‘Revisions of Us’ Hopes to Promote Unity By Amplifying the Voices of The African Diaspora.

Naima Atti, Revisions of US

Founded by Naima Atti, Revisions of Us is a growing endeavor that hopes to unite people of African descent from different backgrounds. Atti is an African immigrant, a student, and the president of the PAN AFRICA organization at the City University of New York LaGuardia College, where she also attends classes.

After first arriving to the United States, she first came to realize how misconceptions, mutual oppression and individual struggles can strain the relations between people of African descent. She hopes that Revisions of Us will provide a forum to promote unity and understanding.

“My aim with this project is to bring to light the journeys, struggles and experiences of Black people of the African Diaspora, says Atti. “Right here in the U.S. I strongly believe that it’s imperative to debunk the negative images of Black Americans and African people that are portrayed in global media.”

The Revisions of Us photo series puts names to faces and perspectives by featuring young black people from all backgrounds sharing their thoughts about anti-blackness, and the misconceptions surrounding the cultures that they come from.

Naima Atti, Revisions of US
Chavares Gay

What is the first thing that comes to your mind when a man compliments you by saying “you’re pretty for a black girl”?

“I usually hear that I’m a pretty “dark-skinned” woman, and I often feel that it’s not even a compliment. To me, I feel that my beauty is being limited, that if placed next to a woman of lighter skin or another race, that I wouldn’t be beautiful. This is something I have, and still do, struggle with. I’ve come across many men who prefer or would only be with a woman of fairer tone. It’s plaguing though. It’s a false idea of beauty; a lie Black communities were sold centuries ago. The problem isn’t just the perception of males. Black women, as mentioned before, often conform to men’s false warped perception of beauty: long straight hair, lighter skin, altered features. So while it upsets me that a man may give me a “degrading compliment” it saddens me that some men still believe that skin tone or hair texture or body type defines beauty. It’s ok for men to have preferences, but is that preference fed by prejudice?”

Naima Atti, Revisions of US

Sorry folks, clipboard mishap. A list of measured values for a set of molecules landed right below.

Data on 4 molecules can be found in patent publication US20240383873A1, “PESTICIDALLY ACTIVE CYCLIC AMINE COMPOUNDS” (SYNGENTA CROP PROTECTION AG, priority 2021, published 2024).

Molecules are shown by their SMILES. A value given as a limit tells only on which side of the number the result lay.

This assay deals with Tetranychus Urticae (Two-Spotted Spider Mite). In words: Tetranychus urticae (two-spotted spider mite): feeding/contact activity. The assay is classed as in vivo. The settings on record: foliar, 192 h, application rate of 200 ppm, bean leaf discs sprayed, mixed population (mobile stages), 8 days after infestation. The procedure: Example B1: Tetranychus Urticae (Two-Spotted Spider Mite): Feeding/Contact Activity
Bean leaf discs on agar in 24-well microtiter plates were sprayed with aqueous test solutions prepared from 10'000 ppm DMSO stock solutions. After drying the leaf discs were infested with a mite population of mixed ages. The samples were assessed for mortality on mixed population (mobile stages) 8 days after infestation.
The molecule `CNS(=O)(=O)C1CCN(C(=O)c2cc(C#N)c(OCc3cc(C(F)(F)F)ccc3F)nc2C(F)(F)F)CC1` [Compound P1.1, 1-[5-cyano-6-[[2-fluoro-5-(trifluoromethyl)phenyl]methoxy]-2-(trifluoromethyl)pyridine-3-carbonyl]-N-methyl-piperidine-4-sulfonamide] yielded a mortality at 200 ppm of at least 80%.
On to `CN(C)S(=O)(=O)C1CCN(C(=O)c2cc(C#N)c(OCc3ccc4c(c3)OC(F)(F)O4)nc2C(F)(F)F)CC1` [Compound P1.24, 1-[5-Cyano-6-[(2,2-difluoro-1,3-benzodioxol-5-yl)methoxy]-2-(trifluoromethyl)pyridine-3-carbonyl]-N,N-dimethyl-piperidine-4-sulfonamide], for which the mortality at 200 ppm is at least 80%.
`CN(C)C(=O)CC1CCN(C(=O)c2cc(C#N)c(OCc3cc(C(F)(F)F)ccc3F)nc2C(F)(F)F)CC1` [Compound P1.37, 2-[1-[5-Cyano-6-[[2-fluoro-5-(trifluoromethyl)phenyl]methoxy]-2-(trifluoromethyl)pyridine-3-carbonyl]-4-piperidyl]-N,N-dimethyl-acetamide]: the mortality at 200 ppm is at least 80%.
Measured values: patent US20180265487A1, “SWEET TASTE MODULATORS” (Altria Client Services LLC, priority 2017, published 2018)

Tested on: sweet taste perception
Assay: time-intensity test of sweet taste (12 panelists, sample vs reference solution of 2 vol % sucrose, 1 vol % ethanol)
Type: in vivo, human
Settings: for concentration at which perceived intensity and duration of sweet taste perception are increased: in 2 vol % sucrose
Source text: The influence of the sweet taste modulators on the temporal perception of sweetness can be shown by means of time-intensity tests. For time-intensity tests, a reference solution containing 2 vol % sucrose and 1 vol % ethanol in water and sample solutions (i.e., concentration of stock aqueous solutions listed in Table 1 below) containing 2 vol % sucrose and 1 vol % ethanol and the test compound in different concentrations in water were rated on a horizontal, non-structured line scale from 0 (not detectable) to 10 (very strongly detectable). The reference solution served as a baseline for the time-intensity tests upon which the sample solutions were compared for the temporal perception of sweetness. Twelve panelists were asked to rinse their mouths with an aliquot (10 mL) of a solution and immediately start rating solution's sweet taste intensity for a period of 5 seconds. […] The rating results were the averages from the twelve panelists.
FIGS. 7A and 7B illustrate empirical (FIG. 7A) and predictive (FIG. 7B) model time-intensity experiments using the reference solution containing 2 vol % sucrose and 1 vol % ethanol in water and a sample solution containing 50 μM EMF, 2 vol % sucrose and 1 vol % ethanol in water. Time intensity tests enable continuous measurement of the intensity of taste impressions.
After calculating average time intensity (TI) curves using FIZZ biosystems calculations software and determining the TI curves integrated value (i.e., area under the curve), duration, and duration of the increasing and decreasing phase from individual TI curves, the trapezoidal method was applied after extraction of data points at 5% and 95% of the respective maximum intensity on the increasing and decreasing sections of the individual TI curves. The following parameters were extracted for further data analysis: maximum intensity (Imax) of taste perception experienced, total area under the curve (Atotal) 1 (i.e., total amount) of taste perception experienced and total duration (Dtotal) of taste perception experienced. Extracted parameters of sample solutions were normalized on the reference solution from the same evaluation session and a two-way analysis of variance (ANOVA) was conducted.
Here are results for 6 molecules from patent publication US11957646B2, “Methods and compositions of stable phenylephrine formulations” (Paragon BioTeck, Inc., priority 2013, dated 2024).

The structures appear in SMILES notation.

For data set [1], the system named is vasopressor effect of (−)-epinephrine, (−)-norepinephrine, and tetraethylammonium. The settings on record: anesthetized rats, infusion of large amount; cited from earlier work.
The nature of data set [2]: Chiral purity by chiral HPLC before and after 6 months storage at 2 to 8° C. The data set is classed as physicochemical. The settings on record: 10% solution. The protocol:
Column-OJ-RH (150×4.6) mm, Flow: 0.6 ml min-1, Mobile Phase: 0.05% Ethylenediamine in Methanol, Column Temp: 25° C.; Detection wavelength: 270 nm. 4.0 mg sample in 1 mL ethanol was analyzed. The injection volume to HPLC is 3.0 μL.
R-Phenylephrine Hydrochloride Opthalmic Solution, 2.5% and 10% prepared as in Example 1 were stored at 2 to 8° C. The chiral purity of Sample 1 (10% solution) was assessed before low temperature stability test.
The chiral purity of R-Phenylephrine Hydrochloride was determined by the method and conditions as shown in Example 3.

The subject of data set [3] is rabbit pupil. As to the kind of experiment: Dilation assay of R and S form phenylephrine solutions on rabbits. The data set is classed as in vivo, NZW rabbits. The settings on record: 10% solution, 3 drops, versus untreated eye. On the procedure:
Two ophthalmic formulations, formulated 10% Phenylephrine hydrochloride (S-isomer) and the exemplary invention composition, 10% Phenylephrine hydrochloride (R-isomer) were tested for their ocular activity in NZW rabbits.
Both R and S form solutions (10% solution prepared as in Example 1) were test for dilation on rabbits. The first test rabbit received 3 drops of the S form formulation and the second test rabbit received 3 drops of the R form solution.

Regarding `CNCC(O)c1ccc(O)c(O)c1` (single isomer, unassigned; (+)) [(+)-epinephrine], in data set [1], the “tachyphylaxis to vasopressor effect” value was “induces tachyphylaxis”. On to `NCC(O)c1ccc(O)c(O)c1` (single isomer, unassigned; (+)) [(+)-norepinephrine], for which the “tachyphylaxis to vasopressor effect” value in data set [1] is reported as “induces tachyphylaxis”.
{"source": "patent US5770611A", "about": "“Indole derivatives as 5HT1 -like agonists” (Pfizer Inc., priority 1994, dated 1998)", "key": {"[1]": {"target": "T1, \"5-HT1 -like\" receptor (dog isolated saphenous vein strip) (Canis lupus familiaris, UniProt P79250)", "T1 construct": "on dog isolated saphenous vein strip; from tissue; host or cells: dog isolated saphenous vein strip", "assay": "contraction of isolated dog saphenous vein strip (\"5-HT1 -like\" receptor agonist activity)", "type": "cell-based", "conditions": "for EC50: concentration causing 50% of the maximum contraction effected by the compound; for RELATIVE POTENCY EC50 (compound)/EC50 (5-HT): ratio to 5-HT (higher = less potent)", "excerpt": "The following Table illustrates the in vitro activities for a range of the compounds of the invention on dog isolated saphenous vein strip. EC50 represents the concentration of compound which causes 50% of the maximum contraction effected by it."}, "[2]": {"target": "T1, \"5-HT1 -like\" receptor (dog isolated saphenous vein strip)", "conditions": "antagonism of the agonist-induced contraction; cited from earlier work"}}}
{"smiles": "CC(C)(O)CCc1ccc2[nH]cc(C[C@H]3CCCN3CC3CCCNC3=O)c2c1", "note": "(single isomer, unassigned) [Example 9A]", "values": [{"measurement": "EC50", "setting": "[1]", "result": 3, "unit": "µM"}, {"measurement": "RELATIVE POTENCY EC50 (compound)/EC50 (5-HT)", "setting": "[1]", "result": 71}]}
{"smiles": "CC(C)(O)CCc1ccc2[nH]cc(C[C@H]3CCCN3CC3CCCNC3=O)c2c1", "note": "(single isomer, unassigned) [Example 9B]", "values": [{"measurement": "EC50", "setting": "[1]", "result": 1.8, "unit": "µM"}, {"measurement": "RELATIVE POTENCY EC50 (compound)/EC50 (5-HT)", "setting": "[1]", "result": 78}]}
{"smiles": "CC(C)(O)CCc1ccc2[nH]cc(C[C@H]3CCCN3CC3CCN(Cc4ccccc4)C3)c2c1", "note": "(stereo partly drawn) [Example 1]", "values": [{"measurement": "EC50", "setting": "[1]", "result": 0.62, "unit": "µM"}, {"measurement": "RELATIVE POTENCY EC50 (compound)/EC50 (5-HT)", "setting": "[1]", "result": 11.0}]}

What’s the worst image you have ever received or at some point believed about your/people of your ethnic group?

“That we are poor, that we are uneducated and that we aren’t beautiful. We are golden, a true treasure, not just African but mankind. We have to delete this “color” thing from our mindset in order to have a progressive future. Now to continue on this topic, media is the main driving force behind this. P.S. please remember media is man made {think about that}.”

Naima Atti, Revisions of US
Ramelcy Uribe

Why is it hard for most Afro Hispanics to identify with their African ancestry?

“Anti-Blackness is so real” is what I constantly say when asked about Anti-Blackness and Latinidad. The answer is not simple because even Black Americans have their own struggles with accepting and celebrating their Blackness in the United States. It’s a difficult process of decolonialism we are all undergoing and struggling with. Latinxs have a painful history of colonialism and slavery in their countries. From the Dominican-American perspective, I feel like it is a trauma that we never fully healed from. We never really had collective nationwide or even cultural movements that pushed “Black is beautiful” or celebration of our African ancestry.

But I would also like to say that in Dominican culture, we have our own celebrations of Negritude that cannot be understood under an Amerikkkan or U.S.-centered lens. To understand the duality in which, yes, we are a part of Anti Blackness, yet love our Blackness in many ways, you have to adjust how you understand color, culture, and race in Dominican culture. From the way we love our brown skin, the African drums’ influence in our music to the way we move our hips, we celebrate our Blackness too just not in a way that is always visible to the outside eye.